I predicted this a year and a half ago, but I thought I’d have more time before it actually came to pass. This past weekend John and I went to Louisville for a BMX national race. The boy seemed tired both days and only made one of three possible main events, so on the way home Sunday I suggested we stop at Lebanon Bike Park, which is fast becoming one of his favorite places. I didn’t realize at the time that both of us were about to become no-kidding sick the following day and that John’s listlessness had been due to the fact that he was warming up to stay home for most of the school week.
My son enjoys competition and will create it anywhere he spots an opportunity. I wasn’t surprised when he started challenging the other children at the pump track to a few races, which he won. He then started working his way through the adults present, including two college-aged men on first-rate mountain bikes. Eventually I got tired of him dunking on civilians, so to speak, and I pulled him aside.
“Alright, enough messing around with people. I hope you don’t think you can beat me like that.”
“Then you hope wrong,” he responded. I frowned and put my helmet on.
It’s a foolish man who doesn’t understand his strengths as well as his weaknesses — and the bicycle pump track is one of my personal strengths. I wouldn’t finish within ten seconds of a modern pro rider around a 60-second BMX track, but around a 30-second pump track I might be within two seconds, or one. So I had no doubt that I would handily beat my excessively cocky kid in this situation. So I let him ride ahead of me by one bike length, expecting to buzz his back tire within the first hundred feet or so.
What actually happened was this: By the hundred-foot mark, he was three bikes ahead. John was simply faster than I was over everything. He is ten years and five months old, so this is utterly humiliating. With that said, I knew that the second half of the pump track had a particularly unpleasant double jump which requires a stout pull to clear. I hadn’t seen him clear it in any of the earlier races, so it seemed reasonable to assume I’d get some distance back. Naturally, he jumped it without a second thought — and just as naturally, I tapped the landing and lost momentum. We crossed with about twenty feet of gap between us.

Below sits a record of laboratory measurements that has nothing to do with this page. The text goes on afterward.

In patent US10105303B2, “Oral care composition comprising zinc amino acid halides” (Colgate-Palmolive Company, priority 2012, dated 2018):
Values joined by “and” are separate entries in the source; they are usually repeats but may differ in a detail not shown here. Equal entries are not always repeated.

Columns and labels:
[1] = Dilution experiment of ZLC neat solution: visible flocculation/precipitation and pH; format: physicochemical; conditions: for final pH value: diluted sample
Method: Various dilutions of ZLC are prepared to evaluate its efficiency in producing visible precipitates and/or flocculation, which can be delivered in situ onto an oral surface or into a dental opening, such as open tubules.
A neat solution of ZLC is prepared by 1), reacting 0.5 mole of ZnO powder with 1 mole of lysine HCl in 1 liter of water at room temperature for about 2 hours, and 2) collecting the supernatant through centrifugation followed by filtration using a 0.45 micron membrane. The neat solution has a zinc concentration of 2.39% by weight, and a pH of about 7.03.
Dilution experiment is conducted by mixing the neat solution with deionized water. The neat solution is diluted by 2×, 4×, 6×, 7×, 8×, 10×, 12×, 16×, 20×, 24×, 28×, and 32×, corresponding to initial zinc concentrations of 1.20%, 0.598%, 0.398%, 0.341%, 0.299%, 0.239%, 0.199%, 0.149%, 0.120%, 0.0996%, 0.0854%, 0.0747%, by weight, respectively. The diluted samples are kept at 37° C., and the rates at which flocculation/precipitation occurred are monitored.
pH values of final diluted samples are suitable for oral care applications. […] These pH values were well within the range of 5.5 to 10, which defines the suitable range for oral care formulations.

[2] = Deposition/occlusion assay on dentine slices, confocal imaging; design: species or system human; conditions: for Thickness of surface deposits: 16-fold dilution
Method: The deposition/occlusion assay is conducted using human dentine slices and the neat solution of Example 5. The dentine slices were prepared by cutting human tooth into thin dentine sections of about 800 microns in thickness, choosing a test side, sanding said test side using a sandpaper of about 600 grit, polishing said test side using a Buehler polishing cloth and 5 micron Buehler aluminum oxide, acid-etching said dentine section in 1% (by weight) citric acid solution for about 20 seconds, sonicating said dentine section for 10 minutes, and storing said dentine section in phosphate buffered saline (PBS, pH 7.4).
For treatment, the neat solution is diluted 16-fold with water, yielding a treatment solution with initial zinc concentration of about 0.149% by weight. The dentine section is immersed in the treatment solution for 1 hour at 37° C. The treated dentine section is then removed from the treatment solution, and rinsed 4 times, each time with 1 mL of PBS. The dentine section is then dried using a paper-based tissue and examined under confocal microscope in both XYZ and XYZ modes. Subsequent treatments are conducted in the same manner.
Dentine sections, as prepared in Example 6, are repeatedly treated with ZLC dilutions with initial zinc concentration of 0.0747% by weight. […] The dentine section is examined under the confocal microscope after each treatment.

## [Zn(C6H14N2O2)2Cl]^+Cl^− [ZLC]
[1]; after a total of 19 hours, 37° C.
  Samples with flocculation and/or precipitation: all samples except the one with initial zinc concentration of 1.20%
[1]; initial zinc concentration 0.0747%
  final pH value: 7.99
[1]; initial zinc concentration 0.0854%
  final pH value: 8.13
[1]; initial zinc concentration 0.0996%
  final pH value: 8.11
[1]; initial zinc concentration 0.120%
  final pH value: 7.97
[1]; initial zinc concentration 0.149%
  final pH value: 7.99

John was not particularly gracious in victory, not when there were fellow children to impress, and I’ll admit that I got my mouth all the way open to say “Let’s go again” before some kind of vestigial sense of human and/or parental decency kicked it back shut. “Let’s go again,” of course, is the Great Santini’s response to having his son beat him in basketball. It’s the displaced father’s lament, the rage against the dying of the proverbial light.
Also, there was more than a good chance that my second loss would be even worse.
Remembering that Vet Pro Josh Smith had circled the pump in 18.69 seconds, I challenged John to run it against the clock. This would determine whether I’d lost a step or he’d gained one. He crossed the line in 20.05 seconds — so it’s the latter. I can feel good about that, at least. I didn’t get any worse. My son got better. Still. My father and I never had any kind of formal baton-passing between us. All of the things he could do better than me in my youth — basically any stick-and-ball sport plus the major track-and-field events, golf, and tennis — he can still do better. Anything I can do better than he can — ride a bike, write something, perform a bit of math, solve a technical problem — is a skill acquired so early I no longer remember not possessing it. So there was never a moment where I stood up and he stepped down.
I owe my son a Wendy’s Frosty as a result of losing that race. We didn’t have a chance to get it on the way home. I think I’ll make a big deal of taking him to get it. We will celebrate his achievement while at the same time reassuring him that the center still generally holds, that there are many areas from fiscal solvency to picking up heavy objects in which I expect to preserve my reliable superiority for a useful bit longer. It’s important, one suspects, that one’s father eventually prove beatable at anything and everything — but it’s even more important that the old man doesn’t make it too easy. Which might be why I recently found myself signing up for a couple of as-yet-unproven knee treatments. The first one featured a big needle right to the worn-down end of my femur. It’s going to be worth it. The next few Frostys* won’t be so easy to get. He will have to fight for each one after that. And I think we both understand that he will have to eat the last one by himself.
Last week I wrote about the everlasting impact of a deceased auto executive.
* As a proper noun and a brand name, I believe it is “Frostys” and not “Frosties”; I am, however, always willing to be convinced otherwise.